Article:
Changes in visual areas of the brain during infancy may precede autism diagnosis

Summary: Children diagnosed with ASD at 24 months had differences in visual processing areas of the brain that were apparent at six months of age, a new study reports.

Source: NIH

According to a study funded by the National Institutes of Health, infants who were diagnosed with autism spectrum disorder (ASD) at 24 months had differences in visual processing areas of the brain that were apparent at 6 months.

The researchers hypothesized that the disruption of visual processing could interfere with how infants see the world around them, altering how they interact and learn from caregivers and their environment.

These early changes could affect later brain development and play a role in ASD symptoms.

The study was led by Jessica Girault, Ph.D., of the University of North Carolina School of Medicine, Chapel Hill, and her colleagues. It appears in the American Journal of Psychiatry.

The study recruited 384 pairs of siblings, the oldest of whom had been diagnosed with ASD. Previous research by the team found that younger siblings were more likely to develop ASD if their older siblings had higher levels of ASD traits.

The researchers performed magnetic resonance imaging scans on the brains of younger siblings at 6, 12 and 24 months of age.

The researchers hypothesized that the disruption of visual processing could interfere with how infants see the world around them, altering how they interact and learn from caregivers and their environment. Image is in public domain

Among the 89 younger siblings who developed ASD, those whose older siblings had severe ASD traits had greater brain volume and surface area, which controls speech, thought, emotions, reading, writing and learning; larger area in the part of the visual cortex important for object recognition; and less mature connections in the splenium, which connects the brain’s left and right visual cortices and plays a role in visual attention.

Funding: NIH funding was provided by the Eunice Kennedy Shriver National Institute of Child Health and Human Development, National Institute of Mental Health, and National Institute of Neurological Disorders and Stroke.

About this ASD research news

Author: Robert Bock
Source: NIH
Contact: Robert Bock-NIH
Image: Image is in public domain

Original research: Free access.
Infant visual brain development and hereditary genetic responsibility in autismby Girault, JB et al. American Journal of Psychiatry

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Summary

Infant visual brain development and hereditary genetic responsibility in autism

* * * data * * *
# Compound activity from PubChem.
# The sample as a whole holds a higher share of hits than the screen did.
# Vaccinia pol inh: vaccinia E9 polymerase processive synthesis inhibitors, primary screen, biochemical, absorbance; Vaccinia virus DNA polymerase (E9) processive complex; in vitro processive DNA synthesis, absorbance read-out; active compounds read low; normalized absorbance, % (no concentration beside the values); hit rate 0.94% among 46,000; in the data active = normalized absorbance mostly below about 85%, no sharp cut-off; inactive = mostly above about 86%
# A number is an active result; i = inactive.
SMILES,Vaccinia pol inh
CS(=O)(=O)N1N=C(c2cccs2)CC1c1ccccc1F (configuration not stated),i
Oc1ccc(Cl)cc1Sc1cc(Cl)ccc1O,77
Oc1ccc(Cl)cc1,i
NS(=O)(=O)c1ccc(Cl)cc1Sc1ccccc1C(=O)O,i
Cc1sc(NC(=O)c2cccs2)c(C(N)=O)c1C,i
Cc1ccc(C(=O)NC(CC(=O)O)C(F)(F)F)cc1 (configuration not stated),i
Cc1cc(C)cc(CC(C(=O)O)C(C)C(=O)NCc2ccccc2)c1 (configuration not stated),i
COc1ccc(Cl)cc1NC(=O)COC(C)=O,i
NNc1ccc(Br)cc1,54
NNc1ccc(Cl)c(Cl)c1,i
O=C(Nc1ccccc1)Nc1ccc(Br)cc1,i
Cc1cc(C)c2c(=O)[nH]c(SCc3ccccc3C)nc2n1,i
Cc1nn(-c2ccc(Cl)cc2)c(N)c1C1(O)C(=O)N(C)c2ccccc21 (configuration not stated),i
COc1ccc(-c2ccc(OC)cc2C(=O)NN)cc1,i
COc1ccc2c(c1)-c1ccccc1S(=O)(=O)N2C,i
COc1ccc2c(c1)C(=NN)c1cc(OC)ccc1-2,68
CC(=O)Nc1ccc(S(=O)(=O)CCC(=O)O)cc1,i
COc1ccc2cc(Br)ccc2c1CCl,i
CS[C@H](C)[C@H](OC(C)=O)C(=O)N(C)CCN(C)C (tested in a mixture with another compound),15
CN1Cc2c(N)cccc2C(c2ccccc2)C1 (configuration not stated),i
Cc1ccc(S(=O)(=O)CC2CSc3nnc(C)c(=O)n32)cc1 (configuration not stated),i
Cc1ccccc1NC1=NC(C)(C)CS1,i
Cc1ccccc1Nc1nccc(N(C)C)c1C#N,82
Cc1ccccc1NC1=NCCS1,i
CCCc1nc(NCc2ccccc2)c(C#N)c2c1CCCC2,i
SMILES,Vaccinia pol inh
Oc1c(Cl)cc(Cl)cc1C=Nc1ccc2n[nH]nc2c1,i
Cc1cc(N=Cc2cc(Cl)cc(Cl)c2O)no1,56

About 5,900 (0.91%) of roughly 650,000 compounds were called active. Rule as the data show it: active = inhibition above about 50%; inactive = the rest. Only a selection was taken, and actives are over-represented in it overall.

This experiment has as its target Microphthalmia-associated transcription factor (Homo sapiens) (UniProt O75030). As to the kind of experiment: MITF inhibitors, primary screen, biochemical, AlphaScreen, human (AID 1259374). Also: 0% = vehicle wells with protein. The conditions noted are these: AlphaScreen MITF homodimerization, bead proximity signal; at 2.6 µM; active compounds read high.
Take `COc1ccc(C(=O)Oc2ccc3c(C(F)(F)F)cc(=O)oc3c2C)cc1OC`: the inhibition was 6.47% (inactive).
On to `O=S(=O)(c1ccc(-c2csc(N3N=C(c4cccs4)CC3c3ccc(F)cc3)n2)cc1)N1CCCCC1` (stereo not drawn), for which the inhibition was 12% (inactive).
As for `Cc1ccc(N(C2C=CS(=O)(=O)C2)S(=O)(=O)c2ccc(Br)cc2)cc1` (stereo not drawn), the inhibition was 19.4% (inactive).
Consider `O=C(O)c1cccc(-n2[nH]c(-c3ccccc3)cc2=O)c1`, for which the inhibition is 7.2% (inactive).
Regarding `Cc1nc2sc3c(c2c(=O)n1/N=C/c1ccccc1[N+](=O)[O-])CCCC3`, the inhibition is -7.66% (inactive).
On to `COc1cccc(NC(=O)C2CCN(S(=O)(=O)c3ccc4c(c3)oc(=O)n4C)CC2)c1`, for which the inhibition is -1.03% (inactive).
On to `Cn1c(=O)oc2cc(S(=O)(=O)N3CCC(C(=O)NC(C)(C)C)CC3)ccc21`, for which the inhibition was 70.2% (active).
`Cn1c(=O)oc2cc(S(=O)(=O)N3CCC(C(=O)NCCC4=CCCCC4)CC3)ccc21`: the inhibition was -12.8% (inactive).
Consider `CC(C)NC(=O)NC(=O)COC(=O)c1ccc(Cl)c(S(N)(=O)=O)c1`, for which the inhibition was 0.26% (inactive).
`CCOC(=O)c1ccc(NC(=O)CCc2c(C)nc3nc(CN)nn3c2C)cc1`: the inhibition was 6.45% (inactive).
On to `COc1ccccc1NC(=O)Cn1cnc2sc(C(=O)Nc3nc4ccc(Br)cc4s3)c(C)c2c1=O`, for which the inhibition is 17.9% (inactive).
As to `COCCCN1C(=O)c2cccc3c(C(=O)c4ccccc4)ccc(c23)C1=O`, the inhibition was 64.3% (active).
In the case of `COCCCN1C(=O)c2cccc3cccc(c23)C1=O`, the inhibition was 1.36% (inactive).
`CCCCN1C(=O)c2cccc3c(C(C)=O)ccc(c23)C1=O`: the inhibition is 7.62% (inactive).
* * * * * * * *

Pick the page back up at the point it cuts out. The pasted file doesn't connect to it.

Objective:

Autism spectrum disorder (ASD) runs in families, and younger siblings of ASD probands are more likely to develop ASD themselves. Prospective MRI studies of siblings report that atypical brain development precedes the diagnosis of ASD, although the link between brain maturation and genetic factors is unclear. Since familial recurrence of ASDs is predicted by higher levels of proband ASD traits, the authors investigated associations between proband ASD traits and brain development in younger siblings.

Methods :

In a sample of 384 proposing-sibling pairs (89 concordant pairs for ASDs), the authors examined associations between ASD traits and sibling brain development at 6, 12, and 24 months in major MRI phenotypes: total brain volume, cortical surface, extra-axial cerebrospinal fluid, occipital cortical surface, and splenic white matter microstructure. The results of the primary analyzes led the authors to implement a data-driven approach using functional connectivity MRI at 6 months.

Results:

Higher levels of evidence-based ASD traits were associated with greater total brain volume and area and greater surface area and reduced white matter integrity in visual system components in siblings who developed an ASD. This corresponded to lower functional connectivity between multiple networks and the visual system in all siblings during infancy.

Conclusion :

The results provide evidence that specific phenotypes on early ASD brain MRI reflect quantitative variation in familial ASD traits. Multimodal anatomical and functional convergence on cortical regions, fiber pathways, and functional networks involved in visual processing suggests that hereditary responsibility plays a role in shaping the prodromal development of visual circuits in ASD.

Briana R. Cross